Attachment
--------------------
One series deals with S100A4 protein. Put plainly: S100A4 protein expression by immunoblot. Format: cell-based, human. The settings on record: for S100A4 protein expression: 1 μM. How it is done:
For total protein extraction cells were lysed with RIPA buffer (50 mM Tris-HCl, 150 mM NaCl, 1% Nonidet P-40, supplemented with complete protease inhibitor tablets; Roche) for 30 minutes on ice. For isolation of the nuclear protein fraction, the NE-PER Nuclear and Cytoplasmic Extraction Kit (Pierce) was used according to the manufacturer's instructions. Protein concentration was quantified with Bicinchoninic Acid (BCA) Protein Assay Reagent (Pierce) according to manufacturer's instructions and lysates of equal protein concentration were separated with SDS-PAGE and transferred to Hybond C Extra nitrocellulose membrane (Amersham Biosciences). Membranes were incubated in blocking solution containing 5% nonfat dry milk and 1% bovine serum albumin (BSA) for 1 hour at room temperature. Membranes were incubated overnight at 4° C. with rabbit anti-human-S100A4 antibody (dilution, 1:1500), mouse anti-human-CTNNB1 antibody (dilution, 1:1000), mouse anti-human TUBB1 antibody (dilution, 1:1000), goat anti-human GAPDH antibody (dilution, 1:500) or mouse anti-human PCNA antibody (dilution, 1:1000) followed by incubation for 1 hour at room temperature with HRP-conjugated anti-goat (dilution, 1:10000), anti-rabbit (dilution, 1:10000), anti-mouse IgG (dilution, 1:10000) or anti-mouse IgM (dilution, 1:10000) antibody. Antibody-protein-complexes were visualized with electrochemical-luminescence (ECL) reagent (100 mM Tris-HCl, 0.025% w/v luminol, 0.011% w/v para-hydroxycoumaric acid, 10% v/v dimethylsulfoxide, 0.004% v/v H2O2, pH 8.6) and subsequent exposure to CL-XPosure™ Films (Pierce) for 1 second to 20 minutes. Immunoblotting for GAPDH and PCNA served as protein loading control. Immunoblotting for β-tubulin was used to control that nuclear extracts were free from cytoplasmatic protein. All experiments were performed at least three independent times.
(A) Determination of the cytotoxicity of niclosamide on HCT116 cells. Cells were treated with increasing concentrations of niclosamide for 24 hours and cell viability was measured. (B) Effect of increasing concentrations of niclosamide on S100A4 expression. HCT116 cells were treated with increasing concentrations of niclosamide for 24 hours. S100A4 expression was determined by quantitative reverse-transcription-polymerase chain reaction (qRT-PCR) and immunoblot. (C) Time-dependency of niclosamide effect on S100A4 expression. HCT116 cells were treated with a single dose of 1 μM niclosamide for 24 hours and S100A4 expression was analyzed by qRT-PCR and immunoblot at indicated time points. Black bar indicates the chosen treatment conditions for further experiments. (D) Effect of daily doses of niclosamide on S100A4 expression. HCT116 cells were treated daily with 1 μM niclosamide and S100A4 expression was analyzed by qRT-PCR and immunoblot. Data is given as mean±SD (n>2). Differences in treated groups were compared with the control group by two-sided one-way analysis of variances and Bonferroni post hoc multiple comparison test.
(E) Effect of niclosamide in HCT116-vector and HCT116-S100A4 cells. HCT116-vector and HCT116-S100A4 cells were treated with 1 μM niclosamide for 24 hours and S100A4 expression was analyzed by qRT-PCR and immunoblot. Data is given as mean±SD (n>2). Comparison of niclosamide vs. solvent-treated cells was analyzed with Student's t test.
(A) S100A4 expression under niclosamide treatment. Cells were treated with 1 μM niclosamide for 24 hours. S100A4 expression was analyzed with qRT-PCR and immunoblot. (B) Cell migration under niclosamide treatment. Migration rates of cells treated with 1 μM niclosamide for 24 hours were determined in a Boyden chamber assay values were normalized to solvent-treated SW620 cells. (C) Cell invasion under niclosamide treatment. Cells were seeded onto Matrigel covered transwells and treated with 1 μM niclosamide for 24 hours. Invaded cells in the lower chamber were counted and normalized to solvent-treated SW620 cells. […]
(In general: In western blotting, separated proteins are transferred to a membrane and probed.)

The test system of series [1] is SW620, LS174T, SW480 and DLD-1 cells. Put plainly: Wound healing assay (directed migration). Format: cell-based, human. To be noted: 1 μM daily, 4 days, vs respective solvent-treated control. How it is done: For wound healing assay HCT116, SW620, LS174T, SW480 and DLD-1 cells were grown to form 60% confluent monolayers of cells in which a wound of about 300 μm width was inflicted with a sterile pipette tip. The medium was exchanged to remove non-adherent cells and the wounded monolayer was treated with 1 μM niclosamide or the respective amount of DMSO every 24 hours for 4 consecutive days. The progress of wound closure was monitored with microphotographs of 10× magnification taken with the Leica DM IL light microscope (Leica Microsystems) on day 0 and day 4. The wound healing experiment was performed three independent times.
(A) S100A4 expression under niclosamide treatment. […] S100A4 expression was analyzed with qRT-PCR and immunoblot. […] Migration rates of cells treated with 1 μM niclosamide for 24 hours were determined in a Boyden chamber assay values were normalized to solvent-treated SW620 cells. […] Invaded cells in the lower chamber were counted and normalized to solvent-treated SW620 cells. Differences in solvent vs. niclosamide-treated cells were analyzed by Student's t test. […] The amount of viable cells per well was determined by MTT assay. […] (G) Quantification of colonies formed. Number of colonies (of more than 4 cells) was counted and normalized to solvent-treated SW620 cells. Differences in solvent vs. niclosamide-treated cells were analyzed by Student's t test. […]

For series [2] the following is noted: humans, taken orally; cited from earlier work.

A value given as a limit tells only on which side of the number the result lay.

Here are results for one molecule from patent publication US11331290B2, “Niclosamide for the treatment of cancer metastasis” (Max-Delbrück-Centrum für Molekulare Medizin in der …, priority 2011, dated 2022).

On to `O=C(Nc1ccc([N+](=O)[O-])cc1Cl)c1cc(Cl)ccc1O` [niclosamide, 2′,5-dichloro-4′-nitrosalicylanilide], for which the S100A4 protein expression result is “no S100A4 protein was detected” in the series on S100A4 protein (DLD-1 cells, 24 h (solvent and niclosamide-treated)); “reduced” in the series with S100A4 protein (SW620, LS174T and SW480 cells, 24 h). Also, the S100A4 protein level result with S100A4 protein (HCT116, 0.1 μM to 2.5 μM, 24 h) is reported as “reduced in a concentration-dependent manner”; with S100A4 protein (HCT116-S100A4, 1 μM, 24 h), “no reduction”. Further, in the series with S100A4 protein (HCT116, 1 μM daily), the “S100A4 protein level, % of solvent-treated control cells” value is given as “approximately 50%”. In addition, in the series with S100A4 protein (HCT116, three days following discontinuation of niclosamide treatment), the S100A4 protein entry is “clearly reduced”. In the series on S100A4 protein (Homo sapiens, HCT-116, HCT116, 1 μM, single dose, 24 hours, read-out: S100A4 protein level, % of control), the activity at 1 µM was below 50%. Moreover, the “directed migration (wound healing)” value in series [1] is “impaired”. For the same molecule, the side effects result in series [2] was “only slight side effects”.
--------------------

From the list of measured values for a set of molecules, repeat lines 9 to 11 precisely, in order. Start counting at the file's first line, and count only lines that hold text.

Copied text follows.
For series [2] the following is noted: humans, taken orally; cited from earlier work.

A value given as a limit tells only on which side of the number the result lay.

Here are results for one molecule from patent publication US11331290B2, “Niclosamide for the treatment of cancer metastasis” (Max-Delbrück-Centrum für Molekulare Medizin in der …, priority 2011, dated 2022).